This past weekend, we returned from the beach and then drove up to the ministry that my oldest son is serving in this summer. He is working in a youth center that is in a really bad neighborhood up North. He will spend two months investing in young people that are from very poor and broken families. His job is simply to spend time, teach, build relationships, and share the Gospel to kids in really rough situations. I am excited for him!
This is a really wonderful ministry, and it is also one that you can’t help but get your hands “dirty.” Please pray for his safety while he is up there.
Personally, I really value these kinds of experiences.
I think you have heard me talk about the story of the Road to Emmaus after Jesus’ Resurrection in Luke 24. I have talked about how that warmth and “burning of the heart” the disciples felt while Jesus opened the Scriptures to them is my goal as a parent. I want my kids to have that kind of an experience with Jesus.
To me, that is real!
I want to give you a little more context for why I say that.
For much of my teenage years, I was enamored with knowledge and intellectualism. I was drawn to the artists, philosophers, sociologists, and psychologists.
My grandfather is a well-known scholar on Herman Melville and the era of literature called the American Renaissance in the 19th-Century. He was a professor at Emory University for over 30 years in Atlanta, and I spent a ton of time with him.
When I came to know the Lord as my Savior at 24, I was a Masters student in Colonial American History at Georgia State University. I had an assistantship there and was basically being paid to get my graduate degrees there. I wanted to be a professor and the school was basically investing in me because they felt I had potential.
One of the things that I remember about this environment is how empowering but dry knowledge can be.
We used to argue moments and forces in history all the time in the offices there. But, all of this knowledge didn’t really make a difference.
The reason is because for all of our pontification and connections, our knowledge was separated from the reality of what humans were experiencing. Don’t get me wrong! I am not saying that history doesn’t matter because it does. What I am saying is that if your knowledge does not impact the current reality of what people are experiencing, it has no impact.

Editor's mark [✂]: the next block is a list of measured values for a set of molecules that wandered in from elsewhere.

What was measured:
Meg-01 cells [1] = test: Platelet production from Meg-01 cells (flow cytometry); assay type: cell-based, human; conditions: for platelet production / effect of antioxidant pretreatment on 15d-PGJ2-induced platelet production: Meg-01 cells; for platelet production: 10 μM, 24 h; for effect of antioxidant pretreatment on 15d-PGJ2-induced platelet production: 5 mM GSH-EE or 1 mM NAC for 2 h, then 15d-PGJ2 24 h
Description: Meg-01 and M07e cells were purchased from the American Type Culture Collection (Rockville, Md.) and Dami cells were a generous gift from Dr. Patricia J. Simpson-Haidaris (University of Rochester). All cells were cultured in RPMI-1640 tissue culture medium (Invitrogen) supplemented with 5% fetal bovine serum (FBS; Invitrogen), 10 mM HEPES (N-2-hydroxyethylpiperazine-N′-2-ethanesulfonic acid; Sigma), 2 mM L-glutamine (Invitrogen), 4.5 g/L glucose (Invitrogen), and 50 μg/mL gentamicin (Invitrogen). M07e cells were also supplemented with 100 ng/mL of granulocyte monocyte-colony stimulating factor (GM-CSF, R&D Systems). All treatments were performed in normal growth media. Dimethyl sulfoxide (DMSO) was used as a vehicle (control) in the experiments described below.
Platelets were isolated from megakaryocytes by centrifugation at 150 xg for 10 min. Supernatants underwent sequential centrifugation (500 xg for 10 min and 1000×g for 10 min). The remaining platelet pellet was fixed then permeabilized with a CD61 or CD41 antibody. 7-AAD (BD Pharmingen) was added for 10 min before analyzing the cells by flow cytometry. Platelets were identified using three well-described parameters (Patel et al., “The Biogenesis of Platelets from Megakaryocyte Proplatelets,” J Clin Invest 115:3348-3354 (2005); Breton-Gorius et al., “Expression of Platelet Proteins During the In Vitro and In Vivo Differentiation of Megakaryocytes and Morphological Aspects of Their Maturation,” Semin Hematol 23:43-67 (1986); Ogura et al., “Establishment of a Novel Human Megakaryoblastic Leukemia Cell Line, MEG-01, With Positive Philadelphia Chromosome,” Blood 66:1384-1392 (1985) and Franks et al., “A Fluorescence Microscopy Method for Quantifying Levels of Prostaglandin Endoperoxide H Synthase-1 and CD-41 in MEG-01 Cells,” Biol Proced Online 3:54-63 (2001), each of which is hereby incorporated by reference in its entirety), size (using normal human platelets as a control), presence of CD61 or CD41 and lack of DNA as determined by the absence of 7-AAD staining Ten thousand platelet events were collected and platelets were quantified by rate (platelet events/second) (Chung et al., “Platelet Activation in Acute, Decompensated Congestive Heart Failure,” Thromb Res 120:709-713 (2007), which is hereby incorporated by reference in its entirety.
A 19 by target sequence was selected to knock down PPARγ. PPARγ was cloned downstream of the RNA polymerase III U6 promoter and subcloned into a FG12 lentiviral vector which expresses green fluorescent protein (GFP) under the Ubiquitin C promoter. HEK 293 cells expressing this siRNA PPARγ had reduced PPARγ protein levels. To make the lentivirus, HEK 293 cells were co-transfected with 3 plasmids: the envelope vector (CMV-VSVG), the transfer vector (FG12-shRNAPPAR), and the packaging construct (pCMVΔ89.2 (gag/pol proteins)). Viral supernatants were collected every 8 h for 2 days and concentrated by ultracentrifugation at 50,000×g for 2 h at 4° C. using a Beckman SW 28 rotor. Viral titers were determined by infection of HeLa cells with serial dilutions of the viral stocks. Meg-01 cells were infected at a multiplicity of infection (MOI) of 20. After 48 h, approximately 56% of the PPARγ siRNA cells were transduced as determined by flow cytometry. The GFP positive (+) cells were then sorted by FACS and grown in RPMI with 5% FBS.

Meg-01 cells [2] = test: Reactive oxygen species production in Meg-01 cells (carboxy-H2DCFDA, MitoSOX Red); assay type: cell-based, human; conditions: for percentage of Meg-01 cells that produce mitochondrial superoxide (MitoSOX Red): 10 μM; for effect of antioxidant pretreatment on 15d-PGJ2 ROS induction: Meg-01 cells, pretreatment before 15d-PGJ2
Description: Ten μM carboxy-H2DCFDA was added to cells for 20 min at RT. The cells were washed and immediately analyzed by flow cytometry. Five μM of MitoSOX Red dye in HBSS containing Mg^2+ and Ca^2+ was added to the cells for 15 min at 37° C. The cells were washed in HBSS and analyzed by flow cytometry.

This is true not only in historical studies but also in our walk with Christ. We can spend all the time in the world studying our Bibles, listening to sermons, and reading commentaries. But, if we do not bring those truths into our daily experience, they are to no effect.
I guess what I am saying here is that many Christians today are roped off. We do not open our life to the burning of our heart and the hair standing up on our arms.
Yes, knowledge is powerful and should be pursued. But, don’t rope yourself off for the sake of security and fear from experiencing those moments when God warms the heart of another. Sure, things will get dirty! Ministry is always a little messy. A little uncomfortable. And, when you are being used you always feel stretched and even a little out of control.
The disciples on the Road to Emmaus were talking to the actual author of the words of the Law and Scriptures and Prophecy (John 1). That was definitely part of the reason they felt the burning in their heart. They were hearing the Truth from the author of the Truth.
But, the disciples also realized as they were talking to Jesus that they were not living in the midst of defeat but triumph. And, the proof of this truth was not just what Jesus taught but the experience of their heart burning within them. As in, the disciples did not just know the truth was real but they felt the truth was real.
Honestly, I can tell you that this is my main goal as a parent and influencer of my children. I see my role as being the main push in my children learning the knowledge they need and to put them in environments in which they will experience what it means to serve Christ. This is also my main goal in wanting to homeschool them.
If I am going to be the main influencer in this area for my kids, then I want them around me more and not less. I want to teach them but I also want to demonstrate and then encourage them to act it out on their own.
And, I will be honest with you about another thing. Starting Teach Them Diligently was actually part of that thrust in our home.
So, welcome to our classroom! 🙂